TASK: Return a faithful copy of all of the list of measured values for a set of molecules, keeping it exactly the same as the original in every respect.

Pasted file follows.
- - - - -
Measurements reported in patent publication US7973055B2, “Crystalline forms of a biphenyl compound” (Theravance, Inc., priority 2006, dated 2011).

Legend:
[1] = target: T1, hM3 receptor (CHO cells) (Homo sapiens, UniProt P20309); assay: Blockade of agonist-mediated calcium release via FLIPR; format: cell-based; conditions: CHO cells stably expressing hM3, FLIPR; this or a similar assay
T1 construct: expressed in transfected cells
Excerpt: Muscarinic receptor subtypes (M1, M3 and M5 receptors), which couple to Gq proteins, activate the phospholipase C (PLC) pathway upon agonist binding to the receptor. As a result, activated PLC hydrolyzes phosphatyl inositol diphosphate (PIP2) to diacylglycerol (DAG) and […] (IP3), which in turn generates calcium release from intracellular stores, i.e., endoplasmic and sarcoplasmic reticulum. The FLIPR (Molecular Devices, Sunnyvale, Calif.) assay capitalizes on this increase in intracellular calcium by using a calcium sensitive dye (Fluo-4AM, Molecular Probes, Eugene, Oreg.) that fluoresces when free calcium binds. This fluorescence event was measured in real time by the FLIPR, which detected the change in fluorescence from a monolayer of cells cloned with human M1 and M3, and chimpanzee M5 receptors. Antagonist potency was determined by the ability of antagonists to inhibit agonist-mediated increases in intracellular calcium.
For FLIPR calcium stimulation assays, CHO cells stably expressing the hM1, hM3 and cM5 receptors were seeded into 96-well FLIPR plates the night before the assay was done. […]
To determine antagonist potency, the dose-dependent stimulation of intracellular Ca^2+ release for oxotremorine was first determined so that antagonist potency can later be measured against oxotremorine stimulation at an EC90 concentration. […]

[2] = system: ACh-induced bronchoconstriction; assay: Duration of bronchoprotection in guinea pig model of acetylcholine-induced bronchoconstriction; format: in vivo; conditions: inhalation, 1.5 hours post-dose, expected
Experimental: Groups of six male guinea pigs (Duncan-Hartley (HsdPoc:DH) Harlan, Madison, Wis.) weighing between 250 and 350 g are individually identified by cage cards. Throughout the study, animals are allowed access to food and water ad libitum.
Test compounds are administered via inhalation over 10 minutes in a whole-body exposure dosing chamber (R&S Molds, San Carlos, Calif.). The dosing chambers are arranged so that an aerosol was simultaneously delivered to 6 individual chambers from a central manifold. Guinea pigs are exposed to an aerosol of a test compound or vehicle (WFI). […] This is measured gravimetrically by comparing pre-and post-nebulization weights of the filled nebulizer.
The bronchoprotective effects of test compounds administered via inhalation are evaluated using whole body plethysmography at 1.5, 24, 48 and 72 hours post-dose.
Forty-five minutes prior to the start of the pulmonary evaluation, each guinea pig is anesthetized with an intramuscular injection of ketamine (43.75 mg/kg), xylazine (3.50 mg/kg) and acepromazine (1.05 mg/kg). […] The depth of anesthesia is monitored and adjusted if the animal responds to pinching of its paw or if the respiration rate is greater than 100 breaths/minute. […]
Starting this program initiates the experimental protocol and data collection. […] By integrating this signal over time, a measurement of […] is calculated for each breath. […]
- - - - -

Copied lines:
Measurements reported in patent publication US7973055B2, “Crystalline forms of a biphenyl compound” (Theravance, Inc., priority 2006, dated 2011).

Legend:
[1] = target: T1, hM3 receptor (CHO cells) (Homo sapiens, UniProt P20309); assay: Blockade of agonist-mediated calcium release via FLIPR; format: cell-based; conditions: CHO cells stably expressing hM3, FLIPR; this or a similar assay
T1 construct: expressed in transfected cells
Excerpt: Muscarinic receptor subtypes (M1, M3 and M5 receptors), which couple to Gq proteins, activate the phospholipase C (PLC) pathway upon agonist binding to the receptor. As a result, activated PLC hydrolyzes phosphatyl inositol diphosphate (PIP2) to diacylglycerol (DAG) and […] (IP3), which in turn generates calcium release from intracellular stores, i.e., endoplasmic and sarcoplasmic reticulum. The FLIPR (Molecular Devices, Sunnyvale, Calif.) assay capitalizes on this increase in intracellular calcium by using a calcium sensitive dye (Fluo-4AM, Molecular Probes, Eugene, Oreg.) that fluoresces when free calcium binds. This fluorescence event was measured in real time by the FLIPR, which detected the change in fluorescence from a monolayer of cells cloned with human M1 and M3, and chimpanzee M5 receptors. Antagonist potency was determined by the ability of antagonists to inhibit agonist-mediated increases in intracellular calcium.
For FLIPR calcium stimulation assays, CHO cells stably expressing the hM1, hM3 and cM5 receptors were seeded into 96-well FLIPR plates the night before the assay was done. […]
To determine antagonist potency, the dose-dependent stimulation of intracellular Ca^2+ release for oxotremorine was first determined so that antagonist potency can later be measured against oxotremorine stimulation at an EC90 concentration. […]

[2] = system: ACh-induced bronchoconstriction; assay: Duration of bronchoprotection in guinea pig model of acetylcholine-induced bronchoconstriction; format: in vivo; conditions: inhalation, 1.5 hours post-dose, expected
Experimental: Groups of six male guinea pigs (Duncan-Hartley (HsdPoc:DH) Harlan, Madison, Wis.) weighing between 250 and 350 g are individually identified by cage cards. Throughout the study, animals are allowed access to food and water ad libitum.
Test compounds are administered via inhalation over 10 minutes in a whole-body exposure dosing chamber (R&S Molds, San Carlos, Calif.). The dosing chambers are arranged so that an aerosol was simultaneously delivered to 6 individual chambers from a central manifold. Guinea pigs are exposed to an aerosol of a test compound or vehicle (WFI). […] This is measured gravimetrically by comparing pre-and post-nebulization weights of the filled nebulizer.
The bronchoprotective effects of test compounds administered via inhalation are evaluated using whole body plethysmography at 1.5, 24, 48 and 72 hours post-dose.
Forty-five minutes prior to the start of the pulmonary evaluation, each guinea pig is anesthetized with an intramuscular injection of ketamine (43.75 mg/kg), xylazine (3.50 mg/kg) and acepromazine (1.05 mg/kg). […] The depth of anesthesia is monitored and adjusted if the animal responds to pinching of its paw or if the respiration rate is greater than 100 breaths/minute. […]
Starting this program initiates the experimental protocol and data collection. […] By integrating this signal over time, a measurement of […] is calculated for each breath. […]